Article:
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Treewidth is a graph parameter measuring how close a graph is to being a tree. I am interested in what is the minimal number of edges required for a graph to have treewidth $k$.

A natural family of graphs to consider are the cliques: a clique on $k+1$ vertices has treewidth $k$, and has $k (k+1) / 2$ edges. However, asymptotically, there are graphs of treewidth $k$ whose number of edges is linear rather than quadratic, e.g., cubic expanders as mentioned in this question. So cliques are not optimal. My question is: what is the smallest example of a graph of treewidth $k$ having less edges than the $(k+1)$-clique?

I have checked experimentally that all graphs of 14 edges or less have treewidth at most 4, so they do not beat the 6-clique which has 15 edges and treewidth 5. Hence, the smallest treewidth for which I do not know the answer is 6. Specifically: the 7-clique has 21 edges and treewidth 6, but is there a graph of treewidth 6 having 20 edges or less?

(Note that we could ask the same question of the minimal number of vertices required for a graph to have treewidth $k$, but then it is uninteresting: you need $k+1$ vertices for a graph to have treewidth $k$, and this is achieved by the $(k+1)$-clique.)

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    $\begingroup$ Related: having treewidth of $O(n)$ where $n$ is the number of vertices is known to be equivalent to having large expansion and bounded degree, see [1, Theorem 8]. The probabilistic construction of expanders would give you a graph with treewidth $k$ with $O(k)$ vertices whp. [1] Böttcher, Julia, et al. "Bandwidth, expansion, treewidth, separators and universality for bounded-degree graphs." European Journal of Combinatorics 31.5 (2010) $\endgroup$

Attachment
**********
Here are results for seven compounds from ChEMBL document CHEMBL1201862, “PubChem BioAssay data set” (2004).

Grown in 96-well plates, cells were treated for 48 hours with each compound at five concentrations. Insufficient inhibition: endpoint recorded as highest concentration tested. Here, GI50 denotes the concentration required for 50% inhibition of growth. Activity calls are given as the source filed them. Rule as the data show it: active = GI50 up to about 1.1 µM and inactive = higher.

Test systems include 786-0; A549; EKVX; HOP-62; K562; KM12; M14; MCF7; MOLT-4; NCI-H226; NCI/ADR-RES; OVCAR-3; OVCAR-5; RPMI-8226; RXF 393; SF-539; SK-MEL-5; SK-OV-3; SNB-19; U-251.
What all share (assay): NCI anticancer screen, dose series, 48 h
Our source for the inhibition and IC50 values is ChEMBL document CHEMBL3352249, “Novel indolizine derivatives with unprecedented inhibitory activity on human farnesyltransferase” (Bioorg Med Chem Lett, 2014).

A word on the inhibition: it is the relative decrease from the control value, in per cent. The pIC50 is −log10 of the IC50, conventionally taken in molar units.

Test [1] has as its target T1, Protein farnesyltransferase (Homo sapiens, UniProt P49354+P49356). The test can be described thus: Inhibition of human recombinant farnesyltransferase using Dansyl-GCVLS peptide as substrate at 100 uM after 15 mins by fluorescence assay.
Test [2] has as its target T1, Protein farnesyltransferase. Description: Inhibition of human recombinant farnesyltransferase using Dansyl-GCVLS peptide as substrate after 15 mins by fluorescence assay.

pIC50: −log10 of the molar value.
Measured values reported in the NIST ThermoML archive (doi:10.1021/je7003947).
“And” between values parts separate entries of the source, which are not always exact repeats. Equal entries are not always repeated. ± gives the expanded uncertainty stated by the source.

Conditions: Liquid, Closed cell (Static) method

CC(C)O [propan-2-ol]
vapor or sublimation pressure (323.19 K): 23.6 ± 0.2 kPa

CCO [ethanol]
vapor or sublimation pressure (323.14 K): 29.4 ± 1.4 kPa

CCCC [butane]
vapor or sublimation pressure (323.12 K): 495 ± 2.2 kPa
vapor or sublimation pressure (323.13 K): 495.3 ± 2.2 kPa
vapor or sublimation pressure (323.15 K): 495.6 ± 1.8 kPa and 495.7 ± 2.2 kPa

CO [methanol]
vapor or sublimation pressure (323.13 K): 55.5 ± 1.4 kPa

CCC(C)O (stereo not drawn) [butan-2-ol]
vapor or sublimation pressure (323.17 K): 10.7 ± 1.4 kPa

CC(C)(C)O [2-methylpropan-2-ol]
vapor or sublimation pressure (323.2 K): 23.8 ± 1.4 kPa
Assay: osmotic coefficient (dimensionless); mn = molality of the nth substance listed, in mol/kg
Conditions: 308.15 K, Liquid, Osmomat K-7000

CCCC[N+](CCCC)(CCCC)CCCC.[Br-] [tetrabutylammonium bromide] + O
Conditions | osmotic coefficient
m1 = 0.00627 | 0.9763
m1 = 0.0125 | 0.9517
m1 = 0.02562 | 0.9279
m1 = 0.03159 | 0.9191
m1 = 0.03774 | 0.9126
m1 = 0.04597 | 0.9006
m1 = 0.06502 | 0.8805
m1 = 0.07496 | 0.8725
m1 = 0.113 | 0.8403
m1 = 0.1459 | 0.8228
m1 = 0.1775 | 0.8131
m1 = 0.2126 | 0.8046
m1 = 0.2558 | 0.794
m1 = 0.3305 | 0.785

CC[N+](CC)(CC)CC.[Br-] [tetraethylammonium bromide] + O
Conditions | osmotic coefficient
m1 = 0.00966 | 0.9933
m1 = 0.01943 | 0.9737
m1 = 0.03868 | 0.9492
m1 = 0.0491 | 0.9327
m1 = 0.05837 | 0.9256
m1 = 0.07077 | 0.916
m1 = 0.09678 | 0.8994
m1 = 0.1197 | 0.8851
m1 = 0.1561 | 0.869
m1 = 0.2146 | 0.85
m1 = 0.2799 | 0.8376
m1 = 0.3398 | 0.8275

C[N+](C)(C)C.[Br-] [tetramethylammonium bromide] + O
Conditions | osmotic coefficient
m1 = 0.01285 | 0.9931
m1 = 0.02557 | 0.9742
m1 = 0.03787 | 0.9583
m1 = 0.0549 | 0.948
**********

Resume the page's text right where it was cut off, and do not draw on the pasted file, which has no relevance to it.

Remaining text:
– holf
    Commented Jan 24 at 12:36
  • $\begingroup$ Re the previous comment. The quantifiers are not quite correct I believe. $\Omega(1)$ vertex expansion suffices for $\Omega(n)$ treewidth. And there exist bounded degree graphs (in particular degree 3) with $\Omega(1)$ vertex expansion. Edge and vertex expansion are related by the maximum degree, and hence one obtains vertex expansion automatically from edge expansion if degree is fixed (such as 3). $\endgroup$ Commented Jan 24 at 23:09

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The smallest such example that is known to the House of Graphs is for $k = 9$. There is a graph of tree-width $9$ having only $44$ edges (while the $10$-clique contains $45$ edges).

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  • $\begingroup$ Interesting, thanks! I'd be curious to know if this is "minimal" -- what about the smallest number of edges required for treewidth 6, 7, 8. $\endgroup$
    – a3nm
    Commented May 26 at 12:49

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